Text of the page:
SWB Week: David Fitch on Efficiency in the Evaluation of Experimental Village Health Programs

Greetings, I am David J. Fitch, IDIES, Universidad Rafael Landívar, Guatemala and a member of SWB.

Learning Lessons: UNICEF estimates Cuban and US infant mortality (IM) rates are 6 and 8 per 1,000 live births, showing a better record for a very poor country than a very rich country. Other poor countries and countries giving them foreign aid should try to learn from Cuba.

Tip: Use efficient design and analysis. Consider the design and experimental evaluation of a Guatemalan village health program where currently the child death rate is high.  The concern here is efficiency – increasing the probability of a significant experimental-control group difference .per dollar spent.

Example design:

  • Construct a population of Guatemalan villages with high child death rate.
  • Randomly select two samples of 10 villages.
  • Place a Cuban MD and send a village person to Cuba to receive medical training in each village of one sample.

The high cost of the experimental program per village motivates the design efficiency.

  • Collect baseline data for 16 covariates in each of the 20 villages.
  • Assemble village child death rates in recent years and compute covariate correlations with death rate.

Tip: Use relevant statistical experience.

  • With a sample of 20, two estimators derived from the 16 covariates plus the dummy – 1 for experimental, 0 for control, it is reasonable to use multiple regressions.
  • Enter 16 village estimated covariate measures into a 20×16 matrix where the elements are , r is the correlation between the covariate and mortality at the time – baseline and at the end of say five years.  Compute a covariance matrix for each time period.  Without the r, C is a correlation matrix, the one usually used in factor analysis.  With the rthose covariates more predictive of death have greater variance and hence greater weight in each factor.  At each time period a principal axes factor analysis gives us, with  and our matrix of factor scores is .  We use the first two factor scores.  Compute two regression equations:
    • baseline data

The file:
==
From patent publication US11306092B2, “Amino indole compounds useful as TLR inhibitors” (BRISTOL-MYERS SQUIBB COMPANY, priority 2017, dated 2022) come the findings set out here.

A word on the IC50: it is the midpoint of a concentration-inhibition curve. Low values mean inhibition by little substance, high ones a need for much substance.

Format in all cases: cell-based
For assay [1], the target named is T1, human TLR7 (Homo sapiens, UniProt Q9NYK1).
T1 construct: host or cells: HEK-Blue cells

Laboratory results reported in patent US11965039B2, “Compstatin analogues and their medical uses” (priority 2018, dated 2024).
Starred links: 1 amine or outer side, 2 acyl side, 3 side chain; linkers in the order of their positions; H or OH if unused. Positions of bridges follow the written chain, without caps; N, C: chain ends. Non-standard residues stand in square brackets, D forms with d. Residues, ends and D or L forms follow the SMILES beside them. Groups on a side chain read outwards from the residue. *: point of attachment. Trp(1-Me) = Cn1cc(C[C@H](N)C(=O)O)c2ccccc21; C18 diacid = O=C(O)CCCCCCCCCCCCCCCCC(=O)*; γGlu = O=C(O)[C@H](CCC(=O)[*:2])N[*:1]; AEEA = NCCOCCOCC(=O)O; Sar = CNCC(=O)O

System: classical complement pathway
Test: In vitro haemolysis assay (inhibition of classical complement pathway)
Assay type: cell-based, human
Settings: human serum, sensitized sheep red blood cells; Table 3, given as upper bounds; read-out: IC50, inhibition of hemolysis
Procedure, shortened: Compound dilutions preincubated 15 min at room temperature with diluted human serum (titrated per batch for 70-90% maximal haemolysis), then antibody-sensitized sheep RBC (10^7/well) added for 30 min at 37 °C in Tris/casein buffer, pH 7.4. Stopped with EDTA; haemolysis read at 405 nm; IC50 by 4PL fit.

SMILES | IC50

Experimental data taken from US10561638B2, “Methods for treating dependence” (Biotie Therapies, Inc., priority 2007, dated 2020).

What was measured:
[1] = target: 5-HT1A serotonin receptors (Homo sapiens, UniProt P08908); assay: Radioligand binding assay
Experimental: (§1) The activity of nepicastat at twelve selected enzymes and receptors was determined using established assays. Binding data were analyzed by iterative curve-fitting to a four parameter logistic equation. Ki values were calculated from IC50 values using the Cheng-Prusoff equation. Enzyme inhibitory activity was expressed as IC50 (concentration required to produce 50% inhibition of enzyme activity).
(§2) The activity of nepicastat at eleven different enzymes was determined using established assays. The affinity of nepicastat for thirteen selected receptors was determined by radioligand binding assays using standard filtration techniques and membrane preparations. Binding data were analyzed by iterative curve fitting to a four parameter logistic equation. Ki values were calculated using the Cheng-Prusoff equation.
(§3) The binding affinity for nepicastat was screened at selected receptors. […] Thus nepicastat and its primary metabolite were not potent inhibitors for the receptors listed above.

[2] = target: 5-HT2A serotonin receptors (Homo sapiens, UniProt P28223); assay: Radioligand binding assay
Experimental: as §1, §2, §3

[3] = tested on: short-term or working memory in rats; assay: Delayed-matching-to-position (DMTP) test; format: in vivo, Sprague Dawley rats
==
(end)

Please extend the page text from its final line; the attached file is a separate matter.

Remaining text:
• end-of-five-year data
  • A t test would test for the significance of the difference of the differences.

Tip: Make the statistics clear. For this example:

  • Consider the 10 control villages.
  • Use the baseline regression equation on mortality for each of the 10 control villages.
  • Then use the regression equation on mortality for the end-of-five-year data.
  • Calculate the difference for each of the 10 control villages.
  • Do the same for the 10 experimental villages.
  • ·If there was a significant difference between the two difference distributions in favor of the experimental program, there is evidence to support the program.

The American Evaluation Association is celebrating Statistics Without Borders Week. The contributions all week come from SWB members. Do you have questions, concerns, kudos, or content to extend this aea365 contribution? Please add them in the comments section for this post on the aea365 webpage so that we may enrich our community of practice. Would you like to submit an aea365 Tip? Please send a note of interest to aea365@eval.org. aea365 is sponsored by the American Evaluation Association and provides a Tip-a-Day by and for evaluator.

1 thought on “SWB Week: David Fitch on Efficiency in the Evaluation of Experimental Village Health Programs”

  1. I suspect there are significant differences in causes of mortality between the US and Guatemala.
    Comparing Cuba and Guatemala, and communities within Guatemala seems more valid.
    Still, there were major problems in measurement of IMR in several ex-Soviet Republics, stemming from differences in the definition of a live birth. You have probably already considered the possibility of differences in definition (and reporting) between cuba and Guatemala, but may wish to just check.
    Good luck with this interesting project!

Leave a Comment

Your email address will not be published. Required fields are marked *

This site uses Akismet to reduce spam. Learn how your comment data is processed.